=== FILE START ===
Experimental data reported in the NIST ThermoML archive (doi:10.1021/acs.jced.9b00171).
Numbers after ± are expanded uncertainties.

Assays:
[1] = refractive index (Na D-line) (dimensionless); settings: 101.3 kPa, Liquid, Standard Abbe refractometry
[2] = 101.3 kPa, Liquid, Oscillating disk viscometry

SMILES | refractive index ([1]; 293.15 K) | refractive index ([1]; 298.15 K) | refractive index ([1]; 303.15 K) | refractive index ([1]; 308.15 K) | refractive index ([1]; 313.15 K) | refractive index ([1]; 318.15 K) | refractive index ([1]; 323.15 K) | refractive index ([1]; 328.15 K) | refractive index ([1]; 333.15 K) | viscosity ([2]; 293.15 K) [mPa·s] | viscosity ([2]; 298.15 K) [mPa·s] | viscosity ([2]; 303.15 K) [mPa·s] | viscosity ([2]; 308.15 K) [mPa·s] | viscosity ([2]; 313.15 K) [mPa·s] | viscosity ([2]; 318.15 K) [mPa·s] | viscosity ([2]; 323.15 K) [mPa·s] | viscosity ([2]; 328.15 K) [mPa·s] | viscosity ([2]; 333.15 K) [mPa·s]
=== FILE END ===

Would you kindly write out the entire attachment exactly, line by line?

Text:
Experimental data reported in the NIST ThermoML archive (doi:10.1021/acs.jced.9b00171).
Numbers after ± are expanded uncertainties.

Assays:
[1] = refractive index (Na D-line) (dimensionless); settings: 101.3 kPa, Liquid, Standard Abbe refractometry
[2] = 101.3 kPa, Liquid, Oscillating disk viscometry

SMILES | refractive index ([1]; 293.15 K) | refractive index ([1]; 298.15 K) | refractive index ([1]; 303.15 K) | refractive index ([1]; 308.15 K) | refractive index ([1]; 313.15 K) | refractive index ([1]; 318.15 K) | refractive index ([1]; 323.15 K) | refractive index ([1]; 328.15 K) | refractive index ([1]; 333.15 K) | viscosity ([2]; 293.15 K) [mPa·s] | viscosity ([2]; 298.15 K) [mPa·s] | viscosity ([2]; 303.15 K) [mPa·s] | viscosity ([2]; 308.15 K) [mPa·s] | viscosity ([2]; 313.15 K) [mPa·s] | viscosity ([2]; 318.15 K) [mPa·s] | viscosity ([2]; 323.15 K) [mPa·s] | viscosity ([2]; 328.15 K) [mPa·s] | viscosity ([2]; 333.15 K) [mPa·s]